oak island history

Oak Island Treasure Dream Job Became A Reality

Many children fantasize about what they want to be when they grow up and what their dream job would be like, but not many of them get to fulfill those dreams once they grow up. Scott Barlow is an example of a grown up who made proud the child in himself, because of a phone call he received in 2018, which changed his life. „How often does somebody call you up and say: ‘Hey, you want to be part of a treasure hunt?’“, Barlow recalls.

As many of you may know, The Curse of Oak Island is currently airing its seventh season on The History Channel, and during the most of 2019, Barlow worked as a project manager of Oak Island Tours, the company in charge for digging for the legendary lost treasure of the island. He could be seen in the show, often digging through the dirt or scrutinizing and serving survey data and historical records.

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At the age of 12, Barlow read Joan Clark’s adventure novel The Hand Of Robyn Squires, which is linked to finds in the alleged Money Pit on Oak Island off the coast of Nova Scotia. The whole story was very interesting to Barlow as he explained: „Since then, I was hooked.“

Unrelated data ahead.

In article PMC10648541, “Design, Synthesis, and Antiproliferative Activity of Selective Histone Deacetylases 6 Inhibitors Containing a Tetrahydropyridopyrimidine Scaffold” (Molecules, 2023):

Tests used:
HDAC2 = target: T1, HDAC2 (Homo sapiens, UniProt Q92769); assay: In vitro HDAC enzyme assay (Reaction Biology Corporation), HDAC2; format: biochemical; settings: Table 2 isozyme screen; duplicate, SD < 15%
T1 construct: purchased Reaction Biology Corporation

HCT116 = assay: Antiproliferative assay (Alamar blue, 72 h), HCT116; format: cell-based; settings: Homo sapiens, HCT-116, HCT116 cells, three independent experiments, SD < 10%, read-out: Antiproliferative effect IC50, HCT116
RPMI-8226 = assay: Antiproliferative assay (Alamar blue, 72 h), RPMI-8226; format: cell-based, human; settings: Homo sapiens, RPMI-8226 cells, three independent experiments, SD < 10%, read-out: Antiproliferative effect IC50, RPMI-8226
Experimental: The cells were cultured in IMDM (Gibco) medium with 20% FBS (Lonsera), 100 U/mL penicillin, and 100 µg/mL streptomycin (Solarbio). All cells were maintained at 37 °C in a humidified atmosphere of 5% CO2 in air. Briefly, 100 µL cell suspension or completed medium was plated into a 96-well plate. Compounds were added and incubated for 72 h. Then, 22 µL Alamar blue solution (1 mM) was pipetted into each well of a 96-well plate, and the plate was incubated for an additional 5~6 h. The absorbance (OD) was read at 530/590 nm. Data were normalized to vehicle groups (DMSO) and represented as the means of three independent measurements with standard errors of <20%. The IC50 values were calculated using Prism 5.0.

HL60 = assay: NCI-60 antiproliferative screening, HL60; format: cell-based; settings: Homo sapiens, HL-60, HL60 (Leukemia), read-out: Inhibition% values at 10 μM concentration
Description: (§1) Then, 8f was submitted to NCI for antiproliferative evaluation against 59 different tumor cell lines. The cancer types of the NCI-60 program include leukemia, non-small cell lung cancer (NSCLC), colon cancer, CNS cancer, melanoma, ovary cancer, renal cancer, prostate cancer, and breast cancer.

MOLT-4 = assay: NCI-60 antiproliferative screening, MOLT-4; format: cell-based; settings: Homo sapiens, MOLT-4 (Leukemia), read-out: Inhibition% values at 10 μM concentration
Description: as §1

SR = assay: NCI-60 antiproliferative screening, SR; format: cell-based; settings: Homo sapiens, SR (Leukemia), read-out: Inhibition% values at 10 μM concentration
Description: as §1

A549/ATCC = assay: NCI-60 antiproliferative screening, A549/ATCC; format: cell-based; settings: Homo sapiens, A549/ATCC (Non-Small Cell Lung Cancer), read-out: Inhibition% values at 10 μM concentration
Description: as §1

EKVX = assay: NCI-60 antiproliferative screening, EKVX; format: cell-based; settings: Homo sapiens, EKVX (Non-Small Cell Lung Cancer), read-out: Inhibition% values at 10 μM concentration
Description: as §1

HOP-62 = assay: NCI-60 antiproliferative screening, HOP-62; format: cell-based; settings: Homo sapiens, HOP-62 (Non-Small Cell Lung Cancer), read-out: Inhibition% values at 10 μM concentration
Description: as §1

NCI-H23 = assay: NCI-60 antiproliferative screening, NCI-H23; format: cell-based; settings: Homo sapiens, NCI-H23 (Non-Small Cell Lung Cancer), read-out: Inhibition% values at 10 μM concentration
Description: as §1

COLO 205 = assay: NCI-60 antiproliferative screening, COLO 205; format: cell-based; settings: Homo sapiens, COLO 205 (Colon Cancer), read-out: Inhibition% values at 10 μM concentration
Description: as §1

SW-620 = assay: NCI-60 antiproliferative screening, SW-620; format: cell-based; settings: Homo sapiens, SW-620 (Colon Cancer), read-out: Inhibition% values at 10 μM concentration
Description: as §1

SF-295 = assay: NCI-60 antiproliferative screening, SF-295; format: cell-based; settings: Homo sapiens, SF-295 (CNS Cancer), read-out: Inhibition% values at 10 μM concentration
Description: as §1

Oak Island History

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Oak Island mystery has aroused the curiosity of people around the world, and also inspired many to dream of becoming treasure hunters.

There aren’t many verified information about early treasure-related activities on the island, but the stories about it go back to the late eighteenth century.

The original story about the treasure follows a dying sailor from the crew of Captain Kidd, who decides to burry the treasure worth £2 million. All that has gained a plot twist in 1795, when four teenagers found the decayed oak-log and an unusual pulley system. After digging as much as they could and finding no treasure, they decided to give up. However, they found more tunnels around the island, which are believed to be part of a sophisticated system of traps designed to flood the main shatf with water, which would prevent anyone to get to whatever lies at the bottom.

Various items were found there over the years, including ancient coins, stone carvings, coconut fible, and a lead cross. After all those discoveries, scienties, historians, and writers have been coming up with different theories about what might have happened on Oak Island. Those theories range from pirate treasure, to Shakespearean manuscripts. Some believe that the Holy Grail or the Ark of the Covenant, have been burried there by the Knights Templar.

Several attempts to find the mystery of the Oak Island have been inspired by legends, rumors, and unproven theories. The treasure hunt have cost millions of dollars. The curse of the island states that seven men will die in the search for the treasure before it is found. To date, six men have died trying to find it.

The Arrival of Internet